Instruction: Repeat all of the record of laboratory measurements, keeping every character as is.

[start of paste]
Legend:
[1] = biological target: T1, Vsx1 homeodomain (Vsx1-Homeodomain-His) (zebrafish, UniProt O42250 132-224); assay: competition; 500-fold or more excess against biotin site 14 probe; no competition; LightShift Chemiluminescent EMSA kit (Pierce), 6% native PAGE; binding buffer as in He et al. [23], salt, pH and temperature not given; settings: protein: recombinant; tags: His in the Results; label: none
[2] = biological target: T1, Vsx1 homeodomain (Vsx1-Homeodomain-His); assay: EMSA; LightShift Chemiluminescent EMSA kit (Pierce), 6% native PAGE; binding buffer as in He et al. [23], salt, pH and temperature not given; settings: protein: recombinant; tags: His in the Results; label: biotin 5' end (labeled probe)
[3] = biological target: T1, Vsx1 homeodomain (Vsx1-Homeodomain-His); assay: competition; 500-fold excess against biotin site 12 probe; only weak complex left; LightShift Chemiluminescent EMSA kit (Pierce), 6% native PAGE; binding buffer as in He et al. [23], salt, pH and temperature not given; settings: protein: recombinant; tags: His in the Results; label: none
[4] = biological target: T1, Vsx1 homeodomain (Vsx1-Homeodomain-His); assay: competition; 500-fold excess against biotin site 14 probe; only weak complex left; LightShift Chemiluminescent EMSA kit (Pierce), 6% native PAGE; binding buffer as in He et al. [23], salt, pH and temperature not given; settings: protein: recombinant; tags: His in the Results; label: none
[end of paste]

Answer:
Legend:
[1] = biological target: T1, Vsx1 homeodomain (Vsx1-Homeodomain-His) (zebrafish, UniProt O42250 132-224); assay: competition; 500-fold or more excess against biotin site 14 probe; no competition; LightShift Chemiluminescent EMSA kit (Pierce), 6% native PAGE; binding buffer as in He et al. [23], salt, pH and temperature not given; settings: protein: recombinant; tags: His in the Results; label: none
[2] = biological target: T1, Vsx1 homeodomain (Vsx1-Homeodomain-His); assay: EMSA; LightShift Chemiluminescent EMSA kit (Pierce), 6% native PAGE; binding buffer as in He et al. [23], salt, pH and temperature not given; settings: protein: recombinant; tags: His in the Results; label: biotin 5' end (labeled probe)
[3] = biological target: T1, Vsx1 homeodomain (Vsx1-Homeodomain-His); assay: competition; 500-fold excess against biotin site 12 probe; only weak complex left; LightShift Chemiluminescent EMSA kit (Pierce), 6% native PAGE; binding buffer as in He et al. [23], salt, pH and temperature not given; settings: protein: recombinant; tags: His in the Results; label: none
[4] = biological target: T1, Vsx1 homeodomain (Vsx1-Homeodomain-His); assay: competition; 500-fold excess against biotin site 14 probe; only weak complex left; LightShift Chemiluminescent EMSA kit (Pierce), 6% native PAGE; binding buffer as in He et al. [23], salt, pH and temperature not given; settings: protein: recombinant; tags: His in the Results; label: none